That story kind of makes you wonder how much our world religions may have misinterpreted their history, traditions and scripture.
Kokopelli in current pop culture is typically depicted in cartoon format with a hunchback, long protrusions from the head-possibly feathers, and a flute. As I mentioned earlier, in ancient depictions it was described as a large phallus, though this feature is absent from most modern versions, as Spanish Christian missionaries in the colonial period discouraged it. Modern images of Kokopelli simply portray the god dancing and playing his flute. In the consumer world Kokopelli usually appears as a carved, painted, or drawn silhouette and is very popular on clothing, pop art, kitsch and greeting cards. He has proved to be very lucrative.
Kokopelli is somewhat of a trickster figure so young and unmarried women would often fear or, invoke him, as he is said to cause pregnancy. It is rummored that Kokopelli is able to detach his phallus and leave it in bathing areas in order to secretly impregnate girls. Maybe virgin birth is not that uncommon in other religions, although, I've read that the word "virgin" in days of old meant someone who was not married, not necessarily that they have not had sexual relations. But, I don't have a PhD in First Century Middle Eastern Culture.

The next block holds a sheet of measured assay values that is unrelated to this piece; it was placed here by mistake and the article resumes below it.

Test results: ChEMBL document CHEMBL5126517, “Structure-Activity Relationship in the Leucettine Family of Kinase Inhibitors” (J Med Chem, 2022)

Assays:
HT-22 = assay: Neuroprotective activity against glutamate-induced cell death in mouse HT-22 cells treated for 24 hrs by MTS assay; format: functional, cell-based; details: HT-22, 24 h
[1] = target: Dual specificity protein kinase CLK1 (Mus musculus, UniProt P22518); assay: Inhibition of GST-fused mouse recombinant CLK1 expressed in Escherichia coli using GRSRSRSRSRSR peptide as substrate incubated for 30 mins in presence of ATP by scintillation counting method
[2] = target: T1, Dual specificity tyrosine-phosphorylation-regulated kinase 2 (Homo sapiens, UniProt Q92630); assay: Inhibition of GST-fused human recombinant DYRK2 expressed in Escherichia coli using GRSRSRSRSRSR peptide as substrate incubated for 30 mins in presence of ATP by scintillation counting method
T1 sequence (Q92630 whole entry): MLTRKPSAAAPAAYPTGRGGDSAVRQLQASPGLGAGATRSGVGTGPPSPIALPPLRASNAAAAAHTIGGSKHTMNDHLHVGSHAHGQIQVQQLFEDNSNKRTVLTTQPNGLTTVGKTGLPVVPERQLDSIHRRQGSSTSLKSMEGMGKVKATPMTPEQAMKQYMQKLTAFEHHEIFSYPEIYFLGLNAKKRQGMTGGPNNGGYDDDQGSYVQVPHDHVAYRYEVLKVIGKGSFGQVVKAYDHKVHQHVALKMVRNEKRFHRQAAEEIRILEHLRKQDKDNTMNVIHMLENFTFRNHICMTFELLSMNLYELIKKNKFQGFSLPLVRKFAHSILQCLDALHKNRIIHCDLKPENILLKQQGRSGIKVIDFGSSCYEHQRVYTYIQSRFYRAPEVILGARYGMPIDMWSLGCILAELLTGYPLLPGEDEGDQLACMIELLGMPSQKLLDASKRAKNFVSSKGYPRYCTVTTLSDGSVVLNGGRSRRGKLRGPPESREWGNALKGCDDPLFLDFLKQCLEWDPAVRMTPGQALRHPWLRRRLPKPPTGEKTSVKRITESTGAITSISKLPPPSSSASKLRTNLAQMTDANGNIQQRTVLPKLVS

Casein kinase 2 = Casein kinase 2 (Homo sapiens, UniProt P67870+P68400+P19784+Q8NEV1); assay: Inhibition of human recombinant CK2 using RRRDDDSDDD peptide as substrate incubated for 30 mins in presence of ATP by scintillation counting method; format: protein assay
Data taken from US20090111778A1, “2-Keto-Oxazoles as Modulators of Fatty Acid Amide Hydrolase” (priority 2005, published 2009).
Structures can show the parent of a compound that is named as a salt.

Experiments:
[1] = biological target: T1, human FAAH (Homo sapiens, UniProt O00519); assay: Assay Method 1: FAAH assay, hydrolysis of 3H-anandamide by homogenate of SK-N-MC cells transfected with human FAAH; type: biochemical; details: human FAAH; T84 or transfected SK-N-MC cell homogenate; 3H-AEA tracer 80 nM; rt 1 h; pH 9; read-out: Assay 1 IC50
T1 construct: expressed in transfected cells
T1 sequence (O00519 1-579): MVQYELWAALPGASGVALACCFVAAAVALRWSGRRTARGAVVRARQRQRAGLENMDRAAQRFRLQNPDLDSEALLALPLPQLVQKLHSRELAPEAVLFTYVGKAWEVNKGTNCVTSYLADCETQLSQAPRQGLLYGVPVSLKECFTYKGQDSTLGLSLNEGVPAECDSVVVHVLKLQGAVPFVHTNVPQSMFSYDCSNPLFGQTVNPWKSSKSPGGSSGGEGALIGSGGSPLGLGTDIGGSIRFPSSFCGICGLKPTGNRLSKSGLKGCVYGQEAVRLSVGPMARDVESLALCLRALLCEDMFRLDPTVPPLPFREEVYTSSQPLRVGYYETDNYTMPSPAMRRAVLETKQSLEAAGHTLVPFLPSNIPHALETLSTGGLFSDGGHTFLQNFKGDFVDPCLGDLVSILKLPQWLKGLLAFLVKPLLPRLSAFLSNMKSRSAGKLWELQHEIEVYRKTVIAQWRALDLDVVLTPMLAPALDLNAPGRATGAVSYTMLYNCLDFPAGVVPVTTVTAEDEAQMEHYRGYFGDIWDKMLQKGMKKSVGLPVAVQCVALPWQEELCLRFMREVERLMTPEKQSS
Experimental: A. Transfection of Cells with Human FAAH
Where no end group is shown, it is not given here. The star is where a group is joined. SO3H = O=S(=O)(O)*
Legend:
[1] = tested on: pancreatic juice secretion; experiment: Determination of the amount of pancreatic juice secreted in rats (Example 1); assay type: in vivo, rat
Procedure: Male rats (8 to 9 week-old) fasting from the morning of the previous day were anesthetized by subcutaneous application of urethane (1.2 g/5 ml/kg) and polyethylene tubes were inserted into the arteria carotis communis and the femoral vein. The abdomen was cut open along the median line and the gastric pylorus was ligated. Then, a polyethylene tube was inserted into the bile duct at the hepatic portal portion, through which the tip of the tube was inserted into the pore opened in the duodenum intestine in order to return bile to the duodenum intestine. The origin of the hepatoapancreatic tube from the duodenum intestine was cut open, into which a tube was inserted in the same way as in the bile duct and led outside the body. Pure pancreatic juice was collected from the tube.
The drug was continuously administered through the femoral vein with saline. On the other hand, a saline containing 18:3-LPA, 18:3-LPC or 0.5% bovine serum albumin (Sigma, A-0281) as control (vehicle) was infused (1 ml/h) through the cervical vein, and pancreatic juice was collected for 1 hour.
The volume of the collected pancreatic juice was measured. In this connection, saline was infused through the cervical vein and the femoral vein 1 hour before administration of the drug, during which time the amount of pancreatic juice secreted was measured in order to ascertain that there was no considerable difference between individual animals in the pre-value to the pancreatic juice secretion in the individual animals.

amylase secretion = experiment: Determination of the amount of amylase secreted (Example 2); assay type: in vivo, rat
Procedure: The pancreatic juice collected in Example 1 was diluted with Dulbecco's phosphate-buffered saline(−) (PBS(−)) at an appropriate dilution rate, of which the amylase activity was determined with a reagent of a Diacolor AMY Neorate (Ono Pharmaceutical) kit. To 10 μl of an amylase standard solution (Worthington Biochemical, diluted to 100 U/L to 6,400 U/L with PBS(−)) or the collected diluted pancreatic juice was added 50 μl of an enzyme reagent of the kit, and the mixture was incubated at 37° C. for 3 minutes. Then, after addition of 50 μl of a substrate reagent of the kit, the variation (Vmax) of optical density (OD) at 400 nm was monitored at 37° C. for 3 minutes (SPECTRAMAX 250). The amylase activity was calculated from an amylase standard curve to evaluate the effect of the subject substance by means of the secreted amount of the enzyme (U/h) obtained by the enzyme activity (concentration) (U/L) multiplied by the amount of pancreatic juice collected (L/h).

In some tellings, Kokopelli’s hunchback is actually a sack filled with seeds and babies. In general, Kokopelli is a positive figure who brings abundance and enjoyment of life to his followers.
Lately, while lounging in my pool, I have noticed that I appear to be putting on weight . . . Oh Kokopelli, you trickster . . .